4.3 A NOTE ON SUPERCONDUCTIVITY Metals • The definitive

• The definitive characteristic of a metal is its ability to conduct electricity that
increases as the temperature decreases.
The temperature dependence of conductivity in a metal is readily explained by the
band model of solids.
In a partially filled band, there are immediately accessible higher energy states
allowing unpaired electrons to move about freely (itinerant electrons) and
to be accelerated under the influence of an electric field. (NOTE: the
application of an electric field skews the relative energy of the crystal orbitals
over the material – electrons flow from higher to lower energy).
In a metal, conductivity decreases with increasing temperature because
electron scattering caused by interaction with the lattice vibrations (phonons)
decreases the “freeness” of the itinerant electrons.
Temperature is essentially a measure of the kinetic energy of a medium or
sample. Thus, increasing the temperature of a solid increases the kinetic
energy of the lattice vibrations.
Above some critical temperature TIM, a metal-to-insulator transition occurs.
Section 4.3 - 1
• The definitive characteristic of a superconductor is its ability to conduct electricity
with an electrical resistivity of zero (Ω = 0).
- In other words, if you induce a circulating current in a ring made of (an ideal)
superconducting material, it will go on indefinitely – no decay!
As with metallic conductivity, superconductivity is a critical phenomenon. In other
words, it occurs below some critical temperature Tc. Above this temperature, the
material can be a metal, an insulator or a semiconductor.
NOTE: Many (but not all!) elemental metals become superconductors at low
temperatures. (E.g., Hg, Al, Zn, Y, La, Ru, Sn, Pb …)
NOTE: The ferromagnetic metals, coinage metals and alkali metals do not
superconduct at low T. (i.e., Fe, Co, Ni, Cu, Ag, Au, Pd, Pt, Li, Na, …)
Source: M&T
Section 4.3 - 2
EXPLANATION…sort of…BCS theory at a glance (Bardeen, Cooper & Schrieffer)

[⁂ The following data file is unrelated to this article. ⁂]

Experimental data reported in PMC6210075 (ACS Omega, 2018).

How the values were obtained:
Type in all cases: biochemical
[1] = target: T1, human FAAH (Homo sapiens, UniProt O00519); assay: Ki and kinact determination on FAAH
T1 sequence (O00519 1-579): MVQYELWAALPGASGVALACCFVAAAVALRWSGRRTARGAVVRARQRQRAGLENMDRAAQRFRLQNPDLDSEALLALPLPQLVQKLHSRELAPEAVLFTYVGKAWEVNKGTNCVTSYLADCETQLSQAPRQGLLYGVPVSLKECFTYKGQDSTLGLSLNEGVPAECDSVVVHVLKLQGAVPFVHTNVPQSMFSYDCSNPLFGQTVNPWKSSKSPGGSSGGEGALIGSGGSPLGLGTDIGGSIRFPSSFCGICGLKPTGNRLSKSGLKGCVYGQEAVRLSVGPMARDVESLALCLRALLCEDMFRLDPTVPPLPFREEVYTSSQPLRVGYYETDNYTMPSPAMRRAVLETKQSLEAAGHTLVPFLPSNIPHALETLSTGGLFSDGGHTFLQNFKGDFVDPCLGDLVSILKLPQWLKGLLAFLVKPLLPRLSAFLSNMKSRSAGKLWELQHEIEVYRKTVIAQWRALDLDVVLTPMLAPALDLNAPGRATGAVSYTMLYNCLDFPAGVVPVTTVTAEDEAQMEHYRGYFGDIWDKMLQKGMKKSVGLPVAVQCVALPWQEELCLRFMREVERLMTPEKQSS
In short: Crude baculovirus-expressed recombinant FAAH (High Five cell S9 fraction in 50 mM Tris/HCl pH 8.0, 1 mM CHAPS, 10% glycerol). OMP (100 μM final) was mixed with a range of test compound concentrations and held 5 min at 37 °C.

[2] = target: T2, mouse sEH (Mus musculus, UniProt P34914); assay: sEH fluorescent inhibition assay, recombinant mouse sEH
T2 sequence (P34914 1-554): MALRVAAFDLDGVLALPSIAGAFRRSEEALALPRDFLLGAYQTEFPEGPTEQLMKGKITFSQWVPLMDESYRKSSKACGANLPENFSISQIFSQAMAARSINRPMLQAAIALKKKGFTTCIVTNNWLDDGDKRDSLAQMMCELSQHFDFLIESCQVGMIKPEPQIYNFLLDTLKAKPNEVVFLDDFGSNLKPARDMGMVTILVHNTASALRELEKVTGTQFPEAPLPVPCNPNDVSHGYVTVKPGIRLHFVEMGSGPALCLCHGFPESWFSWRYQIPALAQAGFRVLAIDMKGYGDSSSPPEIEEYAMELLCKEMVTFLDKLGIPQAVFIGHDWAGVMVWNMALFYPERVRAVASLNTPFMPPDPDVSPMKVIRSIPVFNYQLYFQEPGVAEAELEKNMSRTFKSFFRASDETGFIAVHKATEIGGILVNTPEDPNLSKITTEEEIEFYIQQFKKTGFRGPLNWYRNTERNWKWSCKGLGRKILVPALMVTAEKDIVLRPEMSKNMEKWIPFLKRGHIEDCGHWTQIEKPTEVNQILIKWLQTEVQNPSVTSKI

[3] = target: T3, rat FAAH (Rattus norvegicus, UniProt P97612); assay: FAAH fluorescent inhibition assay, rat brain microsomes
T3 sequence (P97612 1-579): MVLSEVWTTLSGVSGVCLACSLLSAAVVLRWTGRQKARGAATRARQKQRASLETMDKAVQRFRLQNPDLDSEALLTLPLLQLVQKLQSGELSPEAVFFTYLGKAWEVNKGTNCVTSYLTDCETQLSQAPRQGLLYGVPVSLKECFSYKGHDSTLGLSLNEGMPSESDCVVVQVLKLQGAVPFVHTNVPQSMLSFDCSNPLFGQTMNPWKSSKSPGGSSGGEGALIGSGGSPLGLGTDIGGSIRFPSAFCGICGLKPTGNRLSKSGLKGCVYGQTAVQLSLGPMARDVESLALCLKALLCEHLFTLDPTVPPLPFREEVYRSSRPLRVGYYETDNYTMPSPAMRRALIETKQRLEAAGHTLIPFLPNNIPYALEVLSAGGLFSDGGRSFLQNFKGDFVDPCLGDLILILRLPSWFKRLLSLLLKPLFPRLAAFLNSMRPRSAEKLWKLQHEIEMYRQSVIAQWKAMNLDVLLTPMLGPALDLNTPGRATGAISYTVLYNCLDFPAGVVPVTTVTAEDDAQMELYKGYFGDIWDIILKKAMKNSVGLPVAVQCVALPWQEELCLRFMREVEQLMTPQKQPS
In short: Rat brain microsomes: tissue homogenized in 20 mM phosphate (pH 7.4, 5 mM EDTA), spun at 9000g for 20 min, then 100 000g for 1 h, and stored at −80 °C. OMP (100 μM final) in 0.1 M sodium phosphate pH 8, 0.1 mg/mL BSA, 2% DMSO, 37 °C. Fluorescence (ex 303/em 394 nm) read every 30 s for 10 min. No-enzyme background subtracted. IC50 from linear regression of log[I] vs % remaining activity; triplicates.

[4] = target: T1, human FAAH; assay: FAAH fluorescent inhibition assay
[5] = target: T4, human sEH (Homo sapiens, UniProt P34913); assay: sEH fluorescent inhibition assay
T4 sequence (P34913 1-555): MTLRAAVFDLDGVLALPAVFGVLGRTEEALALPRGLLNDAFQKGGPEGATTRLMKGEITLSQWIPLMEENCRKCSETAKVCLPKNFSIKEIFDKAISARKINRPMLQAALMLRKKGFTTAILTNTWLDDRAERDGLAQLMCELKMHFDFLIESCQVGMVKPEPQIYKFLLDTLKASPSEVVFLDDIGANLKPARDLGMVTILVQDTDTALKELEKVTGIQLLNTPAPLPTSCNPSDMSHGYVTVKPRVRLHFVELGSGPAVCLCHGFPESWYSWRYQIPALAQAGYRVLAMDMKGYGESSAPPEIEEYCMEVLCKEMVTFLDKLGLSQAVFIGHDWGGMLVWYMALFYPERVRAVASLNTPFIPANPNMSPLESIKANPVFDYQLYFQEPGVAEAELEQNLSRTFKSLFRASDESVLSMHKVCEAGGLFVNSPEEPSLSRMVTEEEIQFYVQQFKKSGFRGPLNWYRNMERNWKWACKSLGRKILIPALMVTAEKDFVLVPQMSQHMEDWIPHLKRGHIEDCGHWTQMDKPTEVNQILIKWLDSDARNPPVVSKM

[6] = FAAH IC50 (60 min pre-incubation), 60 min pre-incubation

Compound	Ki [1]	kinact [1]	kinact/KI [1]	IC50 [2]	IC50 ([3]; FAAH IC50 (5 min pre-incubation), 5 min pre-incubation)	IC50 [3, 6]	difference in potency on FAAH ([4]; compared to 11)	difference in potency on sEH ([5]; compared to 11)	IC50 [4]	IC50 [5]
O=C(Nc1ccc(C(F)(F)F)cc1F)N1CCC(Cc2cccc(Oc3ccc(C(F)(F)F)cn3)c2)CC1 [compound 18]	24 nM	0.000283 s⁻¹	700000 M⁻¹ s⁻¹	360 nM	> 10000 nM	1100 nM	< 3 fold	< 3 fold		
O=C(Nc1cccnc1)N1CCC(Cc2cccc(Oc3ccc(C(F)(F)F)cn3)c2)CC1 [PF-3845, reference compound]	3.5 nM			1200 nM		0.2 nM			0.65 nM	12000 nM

Due to the interactions of the electrons with the vibrations of the atoms in the lattice,
there is a small net effective attraction between the electrons. The result is that the
electrons form together in bound pairs (Cooper Pairs)
A single electron is a Fermi particle (spin ½), but a bound pair is a Bose particle
(spin 0 or 1) and Bose particles are not subject to the Pauli exclusion principle!!
Bose particles tend to all adopt exactly the same quantum state…the collection of
Cooper pairs shows macroscopic occupation of the same quantum state with the same
common momentum!
When a phonon interacts with a member of the Cooper pair to change its momentum,
an equal and opposite change occurs in the other member of the pair with the
reemission of a phonon to the lattice…no net change in momentum (no resistance)!
The interaction of one electron of a Cooper pair with the lattice vibrations leaves a
message for the other electron in the pair and allows interactions over a longer
distance (coherence length) and longer time (vibrational relaxation time) than would
be possible for free electrons.
So, the two electrons in a pair are not held together very closely like a point particle;
they are relatively far removed from one another.
A Cooper pair can be considered a wave packet with a diameter corresponding to the
coherence length. Overlapping wave packets phase lock the different Cooper pairs.
Because of the phase coherence, we may say that the relationship of superconduction
to normal conduction is similar to that of a LASER beam to normal light.
The energy of pairing (i.e., net attraction) is very weak. Only a small increase in
lattice vibration (i.e., temperature) is enough to throw the electrons apart by thermal